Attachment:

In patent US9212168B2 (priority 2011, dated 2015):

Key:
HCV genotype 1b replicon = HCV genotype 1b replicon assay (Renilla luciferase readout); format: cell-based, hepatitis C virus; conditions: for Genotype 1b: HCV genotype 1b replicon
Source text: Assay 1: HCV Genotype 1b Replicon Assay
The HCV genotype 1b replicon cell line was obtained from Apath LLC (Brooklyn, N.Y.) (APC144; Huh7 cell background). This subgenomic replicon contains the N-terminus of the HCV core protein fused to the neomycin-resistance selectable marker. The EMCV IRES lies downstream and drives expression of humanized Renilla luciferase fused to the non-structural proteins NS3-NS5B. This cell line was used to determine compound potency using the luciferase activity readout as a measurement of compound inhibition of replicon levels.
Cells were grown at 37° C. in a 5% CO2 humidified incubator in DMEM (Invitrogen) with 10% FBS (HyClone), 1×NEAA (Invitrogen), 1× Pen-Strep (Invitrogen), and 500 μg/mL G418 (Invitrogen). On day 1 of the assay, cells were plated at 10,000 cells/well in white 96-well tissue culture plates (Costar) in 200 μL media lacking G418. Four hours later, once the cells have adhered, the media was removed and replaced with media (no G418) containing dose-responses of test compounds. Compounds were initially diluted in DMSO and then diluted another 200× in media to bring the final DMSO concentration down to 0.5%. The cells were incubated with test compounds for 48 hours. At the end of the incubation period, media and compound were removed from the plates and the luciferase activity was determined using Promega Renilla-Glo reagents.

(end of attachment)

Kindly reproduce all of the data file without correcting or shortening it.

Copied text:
In patent US9212168B2 (priority 2011, dated 2015):

Key:
HCV genotype 1b replicon = HCV genotype 1b replicon assay (Renilla luciferase readout); format: cell-based, hepatitis C virus; conditions: for Genotype 1b: HCV genotype 1b replicon
Source text: Assay 1: HCV Genotype 1b Replicon Assay
The HCV genotype 1b replicon cell line was obtained from Apath LLC (Brooklyn, N.Y.) (APC144; Huh7 cell background). This subgenomic replicon contains the N-terminus of the HCV core protein fused to the neomycin-resistance selectable marker. The EMCV IRES lies downstream and drives expression of humanized Renilla luciferase fused to the non-structural proteins NS3-NS5B. This cell line was used to determine compound potency using the luciferase activity readout as a measurement of compound inhibition of replicon levels.
Cells were grown at 37° C. in a 5% CO2 humidified incubator in DMEM (Invitrogen) with 10% FBS (HyClone), 1×NEAA (Invitrogen), 1× Pen-Strep (Invitrogen), and 500 μg/mL G418 (Invitrogen). On day 1 of the assay, cells were plated at 10,000 cells/well in white 96-well tissue culture plates (Costar) in 200 μL media lacking G418. Four hours later, once the cells have adhered, the media was removed and replaced with media (no G418) containing dose-responses of test compounds. Compounds were initially diluted in DMSO and then diluted another 200× in media to bring the final DMSO concentration down to 0.5%. The cells were incubated with test compounds for 48 hours. At the end of the incubation period, media and compound were removed from the plates and the luciferase activity was determined using Promega Renilla-Glo reagents.